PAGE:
Jonathan Meades at Literary Review:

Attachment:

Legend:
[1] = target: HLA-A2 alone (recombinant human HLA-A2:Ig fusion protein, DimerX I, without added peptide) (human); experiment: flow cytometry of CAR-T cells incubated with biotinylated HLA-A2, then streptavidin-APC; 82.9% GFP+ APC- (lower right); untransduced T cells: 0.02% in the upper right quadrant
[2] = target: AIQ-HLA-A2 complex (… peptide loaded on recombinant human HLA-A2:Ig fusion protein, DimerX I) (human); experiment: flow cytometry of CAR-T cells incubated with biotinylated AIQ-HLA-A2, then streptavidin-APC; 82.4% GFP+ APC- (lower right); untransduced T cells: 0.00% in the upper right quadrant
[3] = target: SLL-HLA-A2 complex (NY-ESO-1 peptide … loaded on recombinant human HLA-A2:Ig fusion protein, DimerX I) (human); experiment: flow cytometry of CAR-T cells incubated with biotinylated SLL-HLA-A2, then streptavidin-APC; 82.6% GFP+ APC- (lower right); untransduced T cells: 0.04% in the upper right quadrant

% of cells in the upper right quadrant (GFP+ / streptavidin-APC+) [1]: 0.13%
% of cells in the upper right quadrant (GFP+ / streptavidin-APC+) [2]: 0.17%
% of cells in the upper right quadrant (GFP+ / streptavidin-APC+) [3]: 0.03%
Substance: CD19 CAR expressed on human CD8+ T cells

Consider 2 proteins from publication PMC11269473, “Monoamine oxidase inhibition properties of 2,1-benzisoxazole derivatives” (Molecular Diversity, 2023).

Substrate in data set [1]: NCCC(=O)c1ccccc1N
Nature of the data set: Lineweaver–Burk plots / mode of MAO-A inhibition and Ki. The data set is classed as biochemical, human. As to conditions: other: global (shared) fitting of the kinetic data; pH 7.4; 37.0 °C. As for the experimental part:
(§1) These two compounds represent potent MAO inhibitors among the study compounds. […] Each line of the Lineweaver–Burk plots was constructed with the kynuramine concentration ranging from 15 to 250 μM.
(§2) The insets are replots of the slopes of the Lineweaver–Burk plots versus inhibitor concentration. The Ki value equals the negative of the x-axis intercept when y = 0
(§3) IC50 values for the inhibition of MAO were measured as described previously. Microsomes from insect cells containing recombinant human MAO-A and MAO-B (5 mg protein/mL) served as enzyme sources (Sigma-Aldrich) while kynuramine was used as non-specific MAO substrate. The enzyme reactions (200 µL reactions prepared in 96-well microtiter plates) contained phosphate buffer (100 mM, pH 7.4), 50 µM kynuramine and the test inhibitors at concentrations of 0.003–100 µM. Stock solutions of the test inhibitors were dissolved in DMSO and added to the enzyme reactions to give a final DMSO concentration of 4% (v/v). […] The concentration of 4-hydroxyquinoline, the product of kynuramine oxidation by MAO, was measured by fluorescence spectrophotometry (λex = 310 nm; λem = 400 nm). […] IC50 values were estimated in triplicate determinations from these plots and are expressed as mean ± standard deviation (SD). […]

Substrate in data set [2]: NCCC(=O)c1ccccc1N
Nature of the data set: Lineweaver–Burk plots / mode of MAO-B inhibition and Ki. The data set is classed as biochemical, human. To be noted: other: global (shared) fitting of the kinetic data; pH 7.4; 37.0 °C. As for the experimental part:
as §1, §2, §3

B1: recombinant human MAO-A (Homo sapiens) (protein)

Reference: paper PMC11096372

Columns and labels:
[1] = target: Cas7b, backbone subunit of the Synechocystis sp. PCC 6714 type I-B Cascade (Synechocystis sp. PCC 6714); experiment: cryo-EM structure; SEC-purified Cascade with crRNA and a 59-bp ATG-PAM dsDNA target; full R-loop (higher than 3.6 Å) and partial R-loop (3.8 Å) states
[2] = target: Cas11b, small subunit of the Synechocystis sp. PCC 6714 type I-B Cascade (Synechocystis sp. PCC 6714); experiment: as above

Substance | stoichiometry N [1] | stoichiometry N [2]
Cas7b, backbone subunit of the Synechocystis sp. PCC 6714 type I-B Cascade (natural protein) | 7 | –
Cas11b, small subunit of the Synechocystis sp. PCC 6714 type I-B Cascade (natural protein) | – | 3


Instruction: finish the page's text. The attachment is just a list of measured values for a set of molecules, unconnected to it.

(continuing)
Owen Hatherley blithely claims that this massive tour de force is ‘a guide to the place … you’re visiting, or a place you want to visit’. Pull the other one, squire. The notion of Owen Hatherley, Tripadvisor, is sheerly preposterous, though it may appeal to a tremulous publisher figuring out how to market this behemoth. He is really a polemicist, ready to take issue with anyone, including himself. His insistent invitations to look are heavy with allusions, catholic comparisons and quiet asides. The result of his tireless labour is an oblique, partial, lopsided survey of Britain throughout the long modernist century; and no matter what a platoon of celluloid collars and triple-breasted waistcoats may have wished for, modernism did triumph, in many guises. Its variety goes unnoticed by its antagonists, who have no ability to discern the kinship of much modernist architecture to its medieval and Victorian precursors. What they do have, in abundance, is torpid prejudice. This approximate gazetteer will not convince the obstinate to change their minds. But that really is not its point. It is a gorgeous treat for the already converted and, maybe, for those impaled on the spikes of equivocation. Hatherley’s only historical blunder is to describe Art Nouveau as ‘a mechanized sub-species of the Arts and Crafts’. The latter was pretty much exclusively English; the former was its flashy contemporary in places such as Belgium, Catalonia and Nancy. They hardly infected each other.